The Black & White

Gluten-free diet disappoints

By Hailey Siller

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After experimenting with gluten-free food for the last two months, I’m hesitant to continue the diet; I’m disappointed in the diet’s health impact. 

CAPTION. Photo courtesy funkiefoods.com.

 

 

As far as my health is concerned, I don’t think gluten-free foods have made much of an difference. I’ve stopped regularly visiting my nutritionist and now just gauge my health on a ‘gut-feeling,’ literally. Neither my energy level nor my weight have changed significantly, and my strength hasn’t dropped. Although I didn’t predict that eating gluten-free foods would make miracles, I certainly did expect a noticeable change.

Many gluten-free foods cost three to four times as much as regular food. It’s become increasingly difficult to spend extra money on gluten-free foods when I can’t notice any major differences — other than, of course, a much lighter wallet to carry.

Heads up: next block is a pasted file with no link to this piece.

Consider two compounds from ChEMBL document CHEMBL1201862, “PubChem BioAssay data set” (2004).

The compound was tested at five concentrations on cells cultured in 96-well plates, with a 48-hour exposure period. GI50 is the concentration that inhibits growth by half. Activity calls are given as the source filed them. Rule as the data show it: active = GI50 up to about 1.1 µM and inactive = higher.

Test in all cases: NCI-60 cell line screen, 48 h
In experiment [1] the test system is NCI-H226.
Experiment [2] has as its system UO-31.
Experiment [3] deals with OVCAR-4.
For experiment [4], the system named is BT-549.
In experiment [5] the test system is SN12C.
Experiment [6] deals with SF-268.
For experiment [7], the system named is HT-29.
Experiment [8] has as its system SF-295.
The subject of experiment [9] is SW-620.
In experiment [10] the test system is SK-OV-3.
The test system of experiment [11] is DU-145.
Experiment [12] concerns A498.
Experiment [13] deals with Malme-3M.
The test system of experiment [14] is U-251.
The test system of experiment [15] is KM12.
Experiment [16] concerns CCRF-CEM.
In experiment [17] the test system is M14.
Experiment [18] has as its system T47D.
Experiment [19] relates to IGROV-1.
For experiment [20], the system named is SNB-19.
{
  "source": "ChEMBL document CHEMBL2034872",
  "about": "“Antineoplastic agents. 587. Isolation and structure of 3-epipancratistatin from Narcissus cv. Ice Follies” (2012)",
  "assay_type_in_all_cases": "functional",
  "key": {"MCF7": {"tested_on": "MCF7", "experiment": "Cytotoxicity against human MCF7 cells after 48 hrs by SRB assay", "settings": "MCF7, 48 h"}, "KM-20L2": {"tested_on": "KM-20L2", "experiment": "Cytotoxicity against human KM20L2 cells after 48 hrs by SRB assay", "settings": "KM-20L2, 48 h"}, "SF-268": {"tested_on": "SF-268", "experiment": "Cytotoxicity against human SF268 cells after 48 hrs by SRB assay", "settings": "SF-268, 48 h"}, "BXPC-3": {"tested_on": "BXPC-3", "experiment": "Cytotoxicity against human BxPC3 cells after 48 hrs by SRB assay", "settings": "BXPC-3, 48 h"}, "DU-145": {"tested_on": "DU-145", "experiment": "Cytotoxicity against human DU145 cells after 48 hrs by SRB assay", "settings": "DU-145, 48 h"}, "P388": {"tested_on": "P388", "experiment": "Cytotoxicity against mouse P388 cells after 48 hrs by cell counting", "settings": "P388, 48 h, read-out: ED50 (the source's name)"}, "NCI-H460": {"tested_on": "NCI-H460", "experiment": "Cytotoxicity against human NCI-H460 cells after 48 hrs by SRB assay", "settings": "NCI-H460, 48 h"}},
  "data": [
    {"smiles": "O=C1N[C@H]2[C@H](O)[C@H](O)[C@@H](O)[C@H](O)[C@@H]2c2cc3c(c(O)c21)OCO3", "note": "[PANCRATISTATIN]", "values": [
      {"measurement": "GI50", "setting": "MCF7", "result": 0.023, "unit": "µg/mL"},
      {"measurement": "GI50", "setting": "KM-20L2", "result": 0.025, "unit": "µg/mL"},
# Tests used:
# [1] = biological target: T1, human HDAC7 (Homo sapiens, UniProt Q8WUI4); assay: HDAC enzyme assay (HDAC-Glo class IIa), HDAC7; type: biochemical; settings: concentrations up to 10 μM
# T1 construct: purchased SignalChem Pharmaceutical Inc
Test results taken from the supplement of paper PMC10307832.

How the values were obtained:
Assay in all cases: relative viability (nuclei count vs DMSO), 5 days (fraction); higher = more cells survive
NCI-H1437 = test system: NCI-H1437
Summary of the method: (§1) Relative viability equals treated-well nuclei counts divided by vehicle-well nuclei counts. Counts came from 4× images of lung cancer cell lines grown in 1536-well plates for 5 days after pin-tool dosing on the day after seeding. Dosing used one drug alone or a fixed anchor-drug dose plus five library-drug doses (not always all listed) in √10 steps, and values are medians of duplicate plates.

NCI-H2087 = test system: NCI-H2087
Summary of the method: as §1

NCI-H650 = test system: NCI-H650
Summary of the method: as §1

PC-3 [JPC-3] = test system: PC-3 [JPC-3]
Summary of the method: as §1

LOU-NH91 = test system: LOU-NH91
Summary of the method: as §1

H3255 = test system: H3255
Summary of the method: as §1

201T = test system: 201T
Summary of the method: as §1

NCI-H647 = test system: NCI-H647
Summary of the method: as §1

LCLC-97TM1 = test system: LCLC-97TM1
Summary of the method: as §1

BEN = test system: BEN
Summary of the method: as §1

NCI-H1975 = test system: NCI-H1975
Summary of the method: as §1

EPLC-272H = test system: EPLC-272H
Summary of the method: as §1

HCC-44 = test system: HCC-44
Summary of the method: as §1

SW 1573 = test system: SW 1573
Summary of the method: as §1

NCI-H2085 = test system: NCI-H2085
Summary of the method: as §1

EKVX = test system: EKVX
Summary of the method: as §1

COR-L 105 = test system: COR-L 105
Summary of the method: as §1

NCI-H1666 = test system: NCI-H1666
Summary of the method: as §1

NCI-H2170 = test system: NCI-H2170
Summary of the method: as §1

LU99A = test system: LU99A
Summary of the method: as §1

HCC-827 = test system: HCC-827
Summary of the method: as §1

A gluten-free diet also makes eating out at restaurants challenging and complicates family dinners. 

Like with any diet, some foods go easier on the taste buds than others. There are many foods that’ve always been gluten-free, like Utz potato chips, which make the process a bit easier. 

Outside of allergies and conditions that require this diet, I wouldn’t recommend a 100 percent gluten-free diet to anyone who can eat gluten foods. Although eating gluten-free has taught me to pay more attention to food labels and ingredients, it’s simply not worth the effort. Going gluten-free requires a significant daily commitment for a minimal benefit.

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